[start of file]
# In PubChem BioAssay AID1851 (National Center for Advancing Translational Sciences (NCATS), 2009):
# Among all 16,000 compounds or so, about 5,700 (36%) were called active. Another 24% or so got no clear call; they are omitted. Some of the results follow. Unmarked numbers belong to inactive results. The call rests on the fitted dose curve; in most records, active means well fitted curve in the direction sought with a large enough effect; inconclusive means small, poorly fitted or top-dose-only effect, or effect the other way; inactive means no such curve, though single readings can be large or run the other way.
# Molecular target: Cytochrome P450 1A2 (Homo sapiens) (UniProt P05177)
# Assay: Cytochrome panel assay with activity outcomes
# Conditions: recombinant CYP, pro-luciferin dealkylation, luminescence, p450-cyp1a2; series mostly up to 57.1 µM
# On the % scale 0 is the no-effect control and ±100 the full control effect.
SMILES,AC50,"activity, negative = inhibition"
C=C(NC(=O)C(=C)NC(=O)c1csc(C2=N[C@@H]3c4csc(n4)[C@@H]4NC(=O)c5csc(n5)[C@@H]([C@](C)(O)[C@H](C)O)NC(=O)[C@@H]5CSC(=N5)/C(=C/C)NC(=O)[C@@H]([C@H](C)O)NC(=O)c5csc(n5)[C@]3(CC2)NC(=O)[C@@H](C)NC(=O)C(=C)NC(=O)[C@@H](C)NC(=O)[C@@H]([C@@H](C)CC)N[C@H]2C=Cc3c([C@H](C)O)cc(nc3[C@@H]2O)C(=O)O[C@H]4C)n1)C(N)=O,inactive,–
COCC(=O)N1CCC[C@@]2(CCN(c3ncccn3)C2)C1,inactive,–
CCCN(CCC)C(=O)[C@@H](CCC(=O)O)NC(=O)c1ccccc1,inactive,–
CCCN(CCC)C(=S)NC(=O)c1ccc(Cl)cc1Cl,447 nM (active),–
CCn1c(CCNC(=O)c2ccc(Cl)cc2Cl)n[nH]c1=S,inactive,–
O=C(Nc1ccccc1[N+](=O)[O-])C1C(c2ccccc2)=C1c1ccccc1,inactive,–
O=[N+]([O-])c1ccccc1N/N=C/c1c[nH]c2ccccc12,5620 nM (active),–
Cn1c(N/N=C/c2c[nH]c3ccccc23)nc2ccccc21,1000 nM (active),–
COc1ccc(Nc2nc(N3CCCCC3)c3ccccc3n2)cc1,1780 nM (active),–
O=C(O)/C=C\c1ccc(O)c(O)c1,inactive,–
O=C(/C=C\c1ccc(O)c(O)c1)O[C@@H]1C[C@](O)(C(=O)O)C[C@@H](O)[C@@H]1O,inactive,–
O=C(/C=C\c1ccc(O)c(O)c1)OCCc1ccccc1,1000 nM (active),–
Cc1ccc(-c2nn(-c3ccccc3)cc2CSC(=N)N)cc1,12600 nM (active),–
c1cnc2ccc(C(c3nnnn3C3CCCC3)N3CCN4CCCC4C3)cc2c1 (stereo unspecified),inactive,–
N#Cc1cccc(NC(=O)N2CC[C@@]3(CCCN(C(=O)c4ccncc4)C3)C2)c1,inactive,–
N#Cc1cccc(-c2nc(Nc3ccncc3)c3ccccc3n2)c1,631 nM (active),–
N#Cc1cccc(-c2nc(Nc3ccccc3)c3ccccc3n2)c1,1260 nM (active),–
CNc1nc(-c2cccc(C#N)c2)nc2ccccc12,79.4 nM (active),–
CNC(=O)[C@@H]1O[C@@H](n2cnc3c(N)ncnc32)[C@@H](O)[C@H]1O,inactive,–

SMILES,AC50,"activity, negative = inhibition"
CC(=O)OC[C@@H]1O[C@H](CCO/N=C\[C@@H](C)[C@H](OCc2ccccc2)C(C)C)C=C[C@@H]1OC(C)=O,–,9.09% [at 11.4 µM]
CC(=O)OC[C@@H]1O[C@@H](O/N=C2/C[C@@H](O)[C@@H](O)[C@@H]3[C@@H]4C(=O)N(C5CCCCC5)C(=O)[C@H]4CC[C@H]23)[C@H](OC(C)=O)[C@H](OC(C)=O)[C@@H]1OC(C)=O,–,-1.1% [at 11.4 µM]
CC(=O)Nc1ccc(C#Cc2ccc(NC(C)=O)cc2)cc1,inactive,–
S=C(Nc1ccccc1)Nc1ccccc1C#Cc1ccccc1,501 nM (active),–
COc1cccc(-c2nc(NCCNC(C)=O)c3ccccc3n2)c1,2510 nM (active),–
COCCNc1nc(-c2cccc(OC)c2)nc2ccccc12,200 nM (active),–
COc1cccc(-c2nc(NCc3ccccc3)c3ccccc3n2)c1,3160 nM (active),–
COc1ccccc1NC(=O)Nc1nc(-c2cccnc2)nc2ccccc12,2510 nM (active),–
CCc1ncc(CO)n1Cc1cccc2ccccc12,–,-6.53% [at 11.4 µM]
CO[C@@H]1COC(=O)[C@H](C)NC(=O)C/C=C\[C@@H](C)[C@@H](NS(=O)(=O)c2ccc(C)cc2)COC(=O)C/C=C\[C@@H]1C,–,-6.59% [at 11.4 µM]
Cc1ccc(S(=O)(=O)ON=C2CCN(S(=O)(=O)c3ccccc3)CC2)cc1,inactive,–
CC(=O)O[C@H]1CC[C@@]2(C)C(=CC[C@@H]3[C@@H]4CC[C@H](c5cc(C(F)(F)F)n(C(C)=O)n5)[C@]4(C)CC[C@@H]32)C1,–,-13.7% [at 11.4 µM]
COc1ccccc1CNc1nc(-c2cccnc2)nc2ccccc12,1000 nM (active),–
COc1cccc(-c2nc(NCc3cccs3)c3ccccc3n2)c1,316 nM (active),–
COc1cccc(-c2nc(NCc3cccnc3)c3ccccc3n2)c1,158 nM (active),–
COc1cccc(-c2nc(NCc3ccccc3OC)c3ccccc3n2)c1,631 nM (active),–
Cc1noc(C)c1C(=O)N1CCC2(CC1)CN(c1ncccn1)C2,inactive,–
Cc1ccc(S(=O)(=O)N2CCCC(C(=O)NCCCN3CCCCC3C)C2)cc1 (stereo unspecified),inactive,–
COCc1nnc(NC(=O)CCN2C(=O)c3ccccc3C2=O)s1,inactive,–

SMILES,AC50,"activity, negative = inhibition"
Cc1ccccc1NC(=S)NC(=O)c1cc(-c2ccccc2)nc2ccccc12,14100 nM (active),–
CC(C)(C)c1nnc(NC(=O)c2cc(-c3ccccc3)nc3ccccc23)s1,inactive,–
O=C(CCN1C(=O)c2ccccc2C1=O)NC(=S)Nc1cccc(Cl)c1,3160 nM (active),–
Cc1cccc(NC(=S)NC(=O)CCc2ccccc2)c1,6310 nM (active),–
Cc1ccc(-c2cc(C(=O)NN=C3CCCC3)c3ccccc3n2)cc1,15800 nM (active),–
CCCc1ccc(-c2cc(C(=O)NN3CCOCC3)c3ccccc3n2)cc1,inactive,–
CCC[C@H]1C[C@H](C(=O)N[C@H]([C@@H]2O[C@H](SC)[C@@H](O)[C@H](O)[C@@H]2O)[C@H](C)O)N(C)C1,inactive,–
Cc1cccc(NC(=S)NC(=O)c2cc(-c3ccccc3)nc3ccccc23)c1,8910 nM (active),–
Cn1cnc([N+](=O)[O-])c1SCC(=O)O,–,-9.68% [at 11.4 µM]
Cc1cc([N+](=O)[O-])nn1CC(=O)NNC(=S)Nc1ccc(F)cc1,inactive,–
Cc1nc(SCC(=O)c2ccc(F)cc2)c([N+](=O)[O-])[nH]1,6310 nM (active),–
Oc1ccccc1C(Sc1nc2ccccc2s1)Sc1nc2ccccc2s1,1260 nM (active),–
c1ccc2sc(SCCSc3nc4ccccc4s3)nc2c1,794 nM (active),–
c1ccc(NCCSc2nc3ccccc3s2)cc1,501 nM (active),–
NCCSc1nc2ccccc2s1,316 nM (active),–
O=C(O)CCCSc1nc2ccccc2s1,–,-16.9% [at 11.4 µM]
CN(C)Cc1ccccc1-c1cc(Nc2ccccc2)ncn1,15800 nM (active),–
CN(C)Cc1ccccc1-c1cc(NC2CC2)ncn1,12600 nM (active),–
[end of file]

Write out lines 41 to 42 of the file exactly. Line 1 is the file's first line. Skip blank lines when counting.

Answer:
COc1cccc(-c2nc(NCc3cccs3)c3ccccc3n2)c1,316 nM (active),–
COc1cccc(-c2nc(NCc3cccnc3)c3ccccc3n2)c1,158 nM (active),–